When visiting or moving to a new country, most will want to have the freedom to navigate and explore with their own or rented vehicle. The roadways of Panama can be an exciting adventure, but it is essential to understand the conditions and attitudes of other drivers, when driving in Panama. This document will provide you with valuable information and tips to ensure a smooth and safe experience on the roads of Panama.
The conditions of Panama’s roadways vary widely. While major highways and roads are generally well-maintained, rural, and secondary roadways can be littered with potholes. Traveling down the roadways can be an event of dodging potholes and even debris on the roads. Uneven surfaces, and narrow lanes, particularly in more remote areas can make driving a challenging sport. It’s tempting to want to make up time, and when you compute distance, you usually think in terms of your home country and the time taken to reach your destination. Think again. While it may be a relatively short distance, the roadway conditions in Panama will be sure to hamper your time. Add to these times of high traffic, and your travel time can be doubled or even tripled. It’s critical to have patience while driving the roadways in Panama.
Panamanians love to leave the city for the country, either beach or mountains. There are really only a handful of ways out of the city of Panama, with the Bridge of the America’s being the main artery north to the Pacific beaches and mountains. Traffic jams happen frequently on Friday afternoon leaving the city, and Sunday evenings returning to the city. Equally, Panama has been developing the other side of the Bridge of America’s, and more and more Panamanians as well as Expats are looking at purchase options on that side of the bridge. Therefore, week mornings and coming into the city and evenings going out of the city can be particularly challenging. Needless to say, there are only small windows of time when traffic seems normal and manageable for the novice driver to Panama.
Driving in Panama City
The capital is known for its gnarled traffic and congestion. It’s advisable to use directional apps. Both Google Maps and Waze are widely used. They provide accuracy and up to date conditions on traffic, closures, or other conditions which slow down travel. Drivers can to be confusing and at times it can be chaotic with drivers appearing to not follow traffic laws. It’s important to go with the flow, drive defensively and not be timid. Equally be vigilant and try to anticipate the actions of other drivers. Also signaling when changing lanes or looking to get into traffic is a help, and you’ll be surprised how other drivers will motion you in. All it all the first few trips are nerve wracking, but once you get the hang of it and understand the flow, your driving comfort level will increase in Panama.
Rules and Regulations
Before embarking on your journey, familiarize yourself with the traffic rules and regulations of Panama. The country follows right-hand traffic, and the speed limits are posted in kilometers per hour. The speed limit on highways is typically 100 km/h, but this is a rough rule only. In reality it can change frequently and it’s important to watch for those changes as the police do regularly clock drivers and ticket for excess speed.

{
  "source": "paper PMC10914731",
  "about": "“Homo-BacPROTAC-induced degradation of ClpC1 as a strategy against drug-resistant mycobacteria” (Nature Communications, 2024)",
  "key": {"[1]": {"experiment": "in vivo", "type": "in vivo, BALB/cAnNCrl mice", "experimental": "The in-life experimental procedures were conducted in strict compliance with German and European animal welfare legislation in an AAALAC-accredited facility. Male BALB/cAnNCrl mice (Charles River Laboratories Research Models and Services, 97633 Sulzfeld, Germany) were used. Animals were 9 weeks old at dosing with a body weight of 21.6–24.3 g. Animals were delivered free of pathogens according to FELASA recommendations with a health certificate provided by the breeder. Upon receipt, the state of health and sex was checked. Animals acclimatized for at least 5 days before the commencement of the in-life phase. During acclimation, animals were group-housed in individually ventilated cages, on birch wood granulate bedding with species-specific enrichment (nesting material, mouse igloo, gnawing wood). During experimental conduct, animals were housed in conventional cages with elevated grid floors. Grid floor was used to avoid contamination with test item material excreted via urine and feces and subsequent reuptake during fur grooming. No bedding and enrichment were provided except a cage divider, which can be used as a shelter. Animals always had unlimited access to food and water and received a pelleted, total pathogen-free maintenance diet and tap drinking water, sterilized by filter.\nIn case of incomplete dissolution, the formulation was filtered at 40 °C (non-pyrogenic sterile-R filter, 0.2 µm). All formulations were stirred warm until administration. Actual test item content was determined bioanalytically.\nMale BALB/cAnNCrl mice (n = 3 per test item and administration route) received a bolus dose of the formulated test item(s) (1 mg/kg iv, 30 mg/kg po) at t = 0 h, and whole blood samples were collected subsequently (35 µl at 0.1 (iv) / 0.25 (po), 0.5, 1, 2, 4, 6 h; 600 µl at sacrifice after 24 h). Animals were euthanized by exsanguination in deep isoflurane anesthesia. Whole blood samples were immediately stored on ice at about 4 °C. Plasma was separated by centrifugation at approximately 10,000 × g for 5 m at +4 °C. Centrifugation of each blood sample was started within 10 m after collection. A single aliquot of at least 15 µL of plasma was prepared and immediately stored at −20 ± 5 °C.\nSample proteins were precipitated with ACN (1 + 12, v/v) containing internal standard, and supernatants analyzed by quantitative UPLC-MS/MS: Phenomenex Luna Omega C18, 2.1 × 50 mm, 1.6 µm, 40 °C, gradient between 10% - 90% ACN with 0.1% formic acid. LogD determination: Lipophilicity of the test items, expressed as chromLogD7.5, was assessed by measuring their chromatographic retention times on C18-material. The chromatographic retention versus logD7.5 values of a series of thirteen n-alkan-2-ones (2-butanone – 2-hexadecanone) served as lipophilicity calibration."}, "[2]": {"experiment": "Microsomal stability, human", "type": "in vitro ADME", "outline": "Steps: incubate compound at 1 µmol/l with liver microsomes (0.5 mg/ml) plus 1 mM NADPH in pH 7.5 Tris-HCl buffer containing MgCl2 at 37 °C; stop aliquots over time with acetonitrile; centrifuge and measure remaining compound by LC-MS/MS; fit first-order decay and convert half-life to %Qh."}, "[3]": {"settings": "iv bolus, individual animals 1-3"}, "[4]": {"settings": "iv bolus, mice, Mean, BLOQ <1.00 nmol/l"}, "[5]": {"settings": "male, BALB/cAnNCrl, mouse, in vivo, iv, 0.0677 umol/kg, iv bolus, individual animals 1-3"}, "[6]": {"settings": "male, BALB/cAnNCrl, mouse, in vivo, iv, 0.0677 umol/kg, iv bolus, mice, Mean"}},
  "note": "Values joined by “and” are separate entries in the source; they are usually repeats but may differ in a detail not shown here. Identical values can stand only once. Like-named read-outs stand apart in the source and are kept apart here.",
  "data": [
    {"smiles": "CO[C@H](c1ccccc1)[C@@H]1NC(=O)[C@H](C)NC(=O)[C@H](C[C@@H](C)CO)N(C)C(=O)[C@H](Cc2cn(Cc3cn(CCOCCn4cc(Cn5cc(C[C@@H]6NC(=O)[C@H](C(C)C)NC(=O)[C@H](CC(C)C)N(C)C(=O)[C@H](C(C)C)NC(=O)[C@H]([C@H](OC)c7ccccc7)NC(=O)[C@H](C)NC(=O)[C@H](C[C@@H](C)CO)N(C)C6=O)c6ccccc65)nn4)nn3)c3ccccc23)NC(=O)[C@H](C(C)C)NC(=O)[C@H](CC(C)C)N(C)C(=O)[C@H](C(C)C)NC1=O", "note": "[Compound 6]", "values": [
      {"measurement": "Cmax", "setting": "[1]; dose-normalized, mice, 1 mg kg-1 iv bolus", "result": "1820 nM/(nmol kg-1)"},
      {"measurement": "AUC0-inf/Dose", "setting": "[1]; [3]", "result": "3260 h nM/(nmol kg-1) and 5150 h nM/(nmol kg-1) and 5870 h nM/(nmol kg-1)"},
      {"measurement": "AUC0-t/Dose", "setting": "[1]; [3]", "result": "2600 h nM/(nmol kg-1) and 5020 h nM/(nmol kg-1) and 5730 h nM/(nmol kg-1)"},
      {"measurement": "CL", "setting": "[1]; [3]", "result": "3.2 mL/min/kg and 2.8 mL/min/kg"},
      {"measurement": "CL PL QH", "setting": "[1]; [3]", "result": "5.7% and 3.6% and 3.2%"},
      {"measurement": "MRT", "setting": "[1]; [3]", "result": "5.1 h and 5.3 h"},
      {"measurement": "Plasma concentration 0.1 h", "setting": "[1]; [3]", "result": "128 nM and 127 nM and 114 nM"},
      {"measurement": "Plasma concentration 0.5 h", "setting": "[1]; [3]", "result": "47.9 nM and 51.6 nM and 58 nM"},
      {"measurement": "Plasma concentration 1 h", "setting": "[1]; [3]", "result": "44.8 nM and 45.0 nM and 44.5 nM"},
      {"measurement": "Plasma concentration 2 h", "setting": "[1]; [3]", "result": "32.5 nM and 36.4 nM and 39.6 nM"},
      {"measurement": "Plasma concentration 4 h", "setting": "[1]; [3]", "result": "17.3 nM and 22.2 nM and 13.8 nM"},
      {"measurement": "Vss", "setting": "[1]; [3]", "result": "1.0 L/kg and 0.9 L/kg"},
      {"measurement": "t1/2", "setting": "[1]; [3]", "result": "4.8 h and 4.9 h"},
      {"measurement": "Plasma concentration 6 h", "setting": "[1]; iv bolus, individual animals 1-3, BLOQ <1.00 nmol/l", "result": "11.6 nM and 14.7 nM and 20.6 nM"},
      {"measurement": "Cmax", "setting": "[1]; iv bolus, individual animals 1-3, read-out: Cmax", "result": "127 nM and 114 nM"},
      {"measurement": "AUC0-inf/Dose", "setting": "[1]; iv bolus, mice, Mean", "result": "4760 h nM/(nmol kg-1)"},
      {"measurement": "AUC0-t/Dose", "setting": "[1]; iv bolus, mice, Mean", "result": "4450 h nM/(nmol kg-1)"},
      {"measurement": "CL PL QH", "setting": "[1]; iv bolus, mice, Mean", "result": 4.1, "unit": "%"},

When driving in Panama, be sure to always have all the necessary documentation with you. Carry your valid driver’s license, vehicle registration, and proof of insurance. It’s also a good idea to have your passport. Make sure you know where your recent entry stamp is for Panama as if you are stopped, it’s likely the police will look to make sure you are within your three months. In Panama, you can only drive for 3 months with a foreign passport and license.
Are tourists allowed to drive in Panama?
Certainly, tourists are permitted to drive in Panama with a valid international driver’s license. Driving in Panama for the initial 90 days of your visit, your foreign license is acceptable. However, once that period expires, you’ll be required to obtain a Panamanian driving license.
Should you decide to apply for temporary or permanent residency, it becomes imperative to acquire a Panamanian driving license right away, as your foreign license will no longer be valid.
Panama has a robust network of toll roads, known as “autopistas.” These toll roads can significantly improve travel times but be prepared to have cash or a prepaid toll card available for payment. It’s important to know that some tolls only operate under automation. So for instance, the PanaPass system only allows for a prepaid toll payment. They do not accept cash. When renting, be sure know how much is on your PanaPass and learn how you can top it up. For other tolls, make sure you have cash (USD) at all time to take care of those tolls. Expat-tations can help you with your PanaPass through our concierge services.
In conclusion, driving in Panama and navigating its roadways requires careful preparation and awareness. Familiarize yourself with the road conditions, traffic rules, and regulations. Plan your routes in advance and be mindful of heavy traffic in urban areas. Ensure you have the necessary documentation, follow road safety guidelines, and be aware of local driving customs. By following these tips, you can have a safe and enjoyable journey on the roads of Panama.